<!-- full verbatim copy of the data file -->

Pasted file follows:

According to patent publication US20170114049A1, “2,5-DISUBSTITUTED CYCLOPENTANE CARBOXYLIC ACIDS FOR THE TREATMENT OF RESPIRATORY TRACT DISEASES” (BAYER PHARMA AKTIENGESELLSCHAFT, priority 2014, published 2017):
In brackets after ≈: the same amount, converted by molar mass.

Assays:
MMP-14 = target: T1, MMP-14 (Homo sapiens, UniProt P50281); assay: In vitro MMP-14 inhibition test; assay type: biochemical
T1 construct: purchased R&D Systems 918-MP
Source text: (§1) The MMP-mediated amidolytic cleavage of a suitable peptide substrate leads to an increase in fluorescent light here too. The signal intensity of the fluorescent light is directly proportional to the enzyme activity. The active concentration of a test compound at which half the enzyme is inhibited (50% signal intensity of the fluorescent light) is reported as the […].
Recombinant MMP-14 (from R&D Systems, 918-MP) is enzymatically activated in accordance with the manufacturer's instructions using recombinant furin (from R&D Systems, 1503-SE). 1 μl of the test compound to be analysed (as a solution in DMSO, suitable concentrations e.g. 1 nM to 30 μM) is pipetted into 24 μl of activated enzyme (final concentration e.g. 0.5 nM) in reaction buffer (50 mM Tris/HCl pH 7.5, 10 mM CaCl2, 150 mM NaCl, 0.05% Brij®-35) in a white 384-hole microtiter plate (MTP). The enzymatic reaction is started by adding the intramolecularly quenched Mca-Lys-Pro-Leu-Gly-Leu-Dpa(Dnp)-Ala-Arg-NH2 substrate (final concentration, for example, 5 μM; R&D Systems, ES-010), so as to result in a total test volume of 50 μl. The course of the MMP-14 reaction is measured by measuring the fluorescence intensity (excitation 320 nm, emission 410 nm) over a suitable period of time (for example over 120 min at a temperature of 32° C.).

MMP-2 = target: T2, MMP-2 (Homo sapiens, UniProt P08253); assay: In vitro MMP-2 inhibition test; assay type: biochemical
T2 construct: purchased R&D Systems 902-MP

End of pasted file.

According to patent publication US20170114049A1, “2,5-DISUBSTITUTED CYCLOPENTANE CARBOXYLIC ACIDS FOR THE TREATMENT OF RESPIRATORY TRACT DISEASES” (BAYER PHARMA AKTIENGESELLSCHAFT, priority 2014, published 2017):
In brackets after ≈: the same amount, converted by molar mass.

Assays:
MMP-14 = target: T1, MMP-14 (Homo sapiens, UniProt P50281); assay: In vitro MMP-14 inhibition test; assay type: biochemical
T1 construct: purchased R&D Systems 918-MP
Source text: (§1) The MMP-mediated amidolytic cleavage of a suitable peptide substrate leads to an increase in fluorescent light here too. The signal intensity of the fluorescent light is directly proportional to the enzyme activity. The active concentration of a test compound at which half the enzyme is inhibited (50% signal intensity of the fluorescent light) is reported as the […].
Recombinant MMP-14 (from R&D Systems, 918-MP) is enzymatically activated in accordance with the manufacturer's instructions using recombinant furin (from R&D Systems, 1503-SE). 1 μl of the test compound to be analysed (as a solution in DMSO, suitable concentrations e.g. 1 nM to 30 μM) is pipetted into 24 μl of activated enzyme (final concentration e.g. 0.5 nM) in reaction buffer (50 mM Tris/HCl pH 7.5, 10 mM CaCl2, 150 mM NaCl, 0.05% Brij®-35) in a white 384-hole microtiter plate (MTP). The enzymatic reaction is started by adding the intramolecularly quenched Mca-Lys-Pro-Leu-Gly-Leu-Dpa(Dnp)-Ala-Arg-NH2 substrate (final concentration, for example, 5 μM; R&D Systems, ES-010), so as to result in a total test volume of 50 μl. The course of the MMP-14 reaction is measured by measuring the fluorescence intensity (excitation 320 nm, emission 410 nm) over a suitable period of time (for example over 120 min at a temperature of 32° C.).

MMP-2 = target: T2, MMP-2 (Homo sapiens, UniProt P08253); assay: In vitro MMP-2 inhibition test; assay type: biochemical
T2 construct: purchased R&D Systems 902-MP